Brooke Lively of Cathedral Capital

    We Spoke to Brooke Lively of Cathedral Capital on How to Rebuild in the Post COVID Economy

    As part of my series about the “How Business Leaders Plan To Rebuild In The Post COVID Economy,” I had the pleasure of interviewing Brooke Lively.

    Brooke Lively is the CEO and Founder of Cathedral Capital, a team of CFO’s and Profitability Strategists who help entrepreneurs turn their Businesses into profitable companies. She, and her team, work with Hall of Famers, INC 5000 businesses, CEO’s, and Entrepreneurial Small Business Owners.

    With expertise in growth management, creative problem solving and profitability strategy, Brooke has been the named ‘Top 25 Women to Watch,’ and ‘Fort Worth’s 2016 CFOs of the Year’ and is a highly regarded speaker and author. Brooke has been featured in international media including CNBC, Forbes, Fort Worth Business Journal, Diversity Journal, and Attorney at Work.

    Thank you so much for your time! I know that you are a very busy person. Our readers would love to “get to know you” a bit better. Can you tell us a bit about your ‘backstory’ and how you got started?

    I started my business by accident! I was running a law firm and hired a consultant to help with marketing and sales when his other clients started coming to me asking if I could do for them what I was doing for the law firm. It was then that I learned that most small businesses aren’t making data-based decisions and that many business owners don’t know anything about their financials and are intimidated by them.

    Can you share a story about the funniest mistake you made when you were first starting? Can you tell us what lessons or ‘take aways’ you learned from that?

    That would have to be our name. I was an analyst at a hedge fund and one of my co-workers and I were talking about going out on our own. We came up with a great name — Cathedral Capital — and bought the domain. Two years later when I started my business, I had to incorporate quickly as all of a sudden I had clients and needed an entity. There was CathCap, sitting there, with a valid email address, just waiting to be used. I grabbed it without any thought about whether or not it was a good name for a fractional CFO consulting company. The answer is a resolute no, and I dread every time I have to explain our name and the fact that no, we don’t do investments.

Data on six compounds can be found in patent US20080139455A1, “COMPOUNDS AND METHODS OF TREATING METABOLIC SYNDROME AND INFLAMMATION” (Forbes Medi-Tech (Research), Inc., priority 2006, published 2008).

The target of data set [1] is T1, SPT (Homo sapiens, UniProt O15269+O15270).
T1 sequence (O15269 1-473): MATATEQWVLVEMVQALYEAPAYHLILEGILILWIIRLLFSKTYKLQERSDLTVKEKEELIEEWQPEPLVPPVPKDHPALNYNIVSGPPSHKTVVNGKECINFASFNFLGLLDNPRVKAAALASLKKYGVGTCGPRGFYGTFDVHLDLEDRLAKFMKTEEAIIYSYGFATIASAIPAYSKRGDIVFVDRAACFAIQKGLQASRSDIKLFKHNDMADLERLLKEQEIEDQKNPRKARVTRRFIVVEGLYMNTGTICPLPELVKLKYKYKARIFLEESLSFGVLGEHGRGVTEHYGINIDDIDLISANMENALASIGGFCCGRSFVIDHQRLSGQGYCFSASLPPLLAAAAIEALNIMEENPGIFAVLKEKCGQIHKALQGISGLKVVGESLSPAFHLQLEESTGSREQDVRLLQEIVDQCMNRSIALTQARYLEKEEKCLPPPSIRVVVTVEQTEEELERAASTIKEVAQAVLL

Here’s the lesson: it’s great to grab an opportunity and start a business, but when it comes to your name, spend 15 minutes thinking it through. If I had done that, it would have saved me hours and hours and hours of explanations.

    Is there a particular book that you read, or podcast you listened to, that really helped you in your career? Can you explain?

    The Coaching Habit by Michael Bungay Stanier has had a huge impact on my business, my team, and my personal growth. It discusses 7 questions that allow you to have shorter and more productive conversations with coworkers and with clients. In addition, it teaches you how to grow your people using the questions so they become more independent. One of our Core Values is “Be a creative problem solver open to change”. The Coaching Habit taught me how to instill problem solving in every conversation.

    Another big takeaway in today’s “busy” world is Stanier gives you a question to help you truly evaluate your decisions and the resulting actions. He asks, “What will you say No to, if you’re truly saying Yes to this?” If that becomes your guide, it is easy to evaluate new projects and not get overloaded in a world where taking on more is seen as a show of strength instead of the distraction it really is.

    Extensive research suggests that “purpose driven business” are more successful in many areas. When you started your company what was your vision, your purpose?

    I think the overarching message of our company is, “It doesn’t have to be so hard.” Most people who start a business do it because they have a passion for what they do or sell — but many don’t have the financial background to support that side of the business. Knowing how to read your financials and understanding how the numbers work in your company can be intimidating but is relatively easy if you have help. Watching entrepreneurs with great ideas struggle, experience shame, and feel out of their depth strikes a chord in me and makes me want to help.

    Everybody in my family owns their own business. My grandfather joked that he was in venture capital before it was popular. Because of this, I grew up in an entrepreneurial, but also analytical, world where we talked about what was happening at work. I had a leg up on most founders because the business side of running a company was not foreign to me. I want to provide that same kind of education to our clients so they can feel empowered to achieve everything they want with their business.

    Do you have a “number one principle” that guides you through the ups and downs of running a business?